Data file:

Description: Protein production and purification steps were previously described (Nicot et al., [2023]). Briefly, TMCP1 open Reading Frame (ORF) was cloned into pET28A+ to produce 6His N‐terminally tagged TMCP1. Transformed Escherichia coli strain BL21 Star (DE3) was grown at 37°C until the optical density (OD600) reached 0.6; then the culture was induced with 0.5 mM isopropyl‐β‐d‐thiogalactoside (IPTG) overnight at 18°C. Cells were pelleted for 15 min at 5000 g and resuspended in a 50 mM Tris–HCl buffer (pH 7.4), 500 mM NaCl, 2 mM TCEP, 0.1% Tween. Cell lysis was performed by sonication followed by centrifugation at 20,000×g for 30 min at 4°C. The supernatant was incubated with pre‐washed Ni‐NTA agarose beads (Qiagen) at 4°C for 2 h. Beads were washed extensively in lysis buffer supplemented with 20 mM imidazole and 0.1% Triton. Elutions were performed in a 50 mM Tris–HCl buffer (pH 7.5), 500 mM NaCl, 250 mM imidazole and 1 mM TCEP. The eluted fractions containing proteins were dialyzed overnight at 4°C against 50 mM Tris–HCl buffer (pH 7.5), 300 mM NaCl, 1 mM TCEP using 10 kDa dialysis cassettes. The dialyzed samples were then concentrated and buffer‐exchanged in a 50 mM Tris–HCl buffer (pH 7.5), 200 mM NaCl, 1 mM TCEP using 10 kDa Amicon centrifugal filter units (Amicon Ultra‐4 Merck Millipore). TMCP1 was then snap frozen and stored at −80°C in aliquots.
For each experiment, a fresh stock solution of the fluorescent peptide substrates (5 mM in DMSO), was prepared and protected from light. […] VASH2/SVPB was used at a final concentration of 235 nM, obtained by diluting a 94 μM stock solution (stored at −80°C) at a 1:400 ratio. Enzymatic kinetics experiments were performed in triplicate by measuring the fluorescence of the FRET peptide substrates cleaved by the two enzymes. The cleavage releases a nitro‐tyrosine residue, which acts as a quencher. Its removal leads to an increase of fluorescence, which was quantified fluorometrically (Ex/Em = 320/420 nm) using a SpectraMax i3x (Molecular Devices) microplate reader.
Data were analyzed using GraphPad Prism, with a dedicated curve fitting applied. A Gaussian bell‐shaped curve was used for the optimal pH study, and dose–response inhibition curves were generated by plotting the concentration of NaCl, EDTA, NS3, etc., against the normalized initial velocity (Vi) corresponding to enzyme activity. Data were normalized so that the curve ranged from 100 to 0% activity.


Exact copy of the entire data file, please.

Description: Protein production and purification steps were previously described (Nicot et al., [2023]). Briefly, TMCP1 open Reading Frame (ORF) was cloned into pET28A+ to produce 6His N‐terminally tagged TMCP1. Transformed Escherichia coli strain BL21 Star (DE3) was grown at 37°C until the optical density (OD600) reached 0.6; then the culture was induced with 0.5 mM isopropyl‐β‐d‐thiogalactoside (IPTG) overnight at 18°C. Cells were pelleted for 15 min at 5000 g and resuspended in a 50 mM Tris–HCl buffer (pH 7.4), 500 mM NaCl, 2 mM TCEP, 0.1% Tween. Cell lysis was performed by sonication followed by centrifugation at 20,000×g for 30 min at 4°C. The supernatant was incubated with pre‐washed Ni‐NTA agarose beads (Qiagen) at 4°C for 2 h. Beads were washed extensively in lysis buffer supplemented with 20 mM imidazole and 0.1% Triton. Elutions were performed in a 50 mM Tris–HCl buffer (pH 7.5), 500 mM NaCl, 250 mM imidazole and 1 mM TCEP. The eluted fractions containing proteins were dialyzed overnight at 4°C against 50 mM Tris–HCl buffer (pH 7.5), 300 mM NaCl, 1 mM TCEP using 10 kDa dialysis cassettes. The dialyzed samples were then concentrated and buffer‐exchanged in a 50 mM Tris–HCl buffer (pH 7.5), 200 mM NaCl, 1 mM TCEP using 10 kDa Amicon centrifugal filter units (Amicon Ultra‐4 Merck Millipore). TMCP1 was then snap frozen and stored at −80°C in aliquots.
For each experiment, a fresh stock solution of the fluorescent peptide substrates (5 mM in DMSO), was prepared and protected from light. […] VASH2/SVPB was used at a final concentration of 235 nM, obtained by diluting a 94 μM stock solution (stored at −80°C) at a 1:400 ratio. Enzymatic kinetics experiments were performed in triplicate by measuring the fluorescence of the FRET peptide substrates cleaved by the two enzymes. The cleavage releases a nitro‐tyrosine residue, which acts as a quencher. Its removal leads to an increase of fluorescence, which was quantified fluorometrically (Ex/Em = 320/420 nm) using a SpectraMax i3x (Molecular Devices) microplate reader.
Data were analyzed using GraphPad Prism, with a dedicated curve fitting applied. A Gaussian bell‐shaped curve was used for the optimal pH study, and dose–response inhibition curves were generated by plotting the concentration of NaCl, EDTA, NS3, etc., against the normalized initial velocity (Vi) corresponding to enzyme activity. Data were normalized so that the curve ranged from 100 to 0% activity.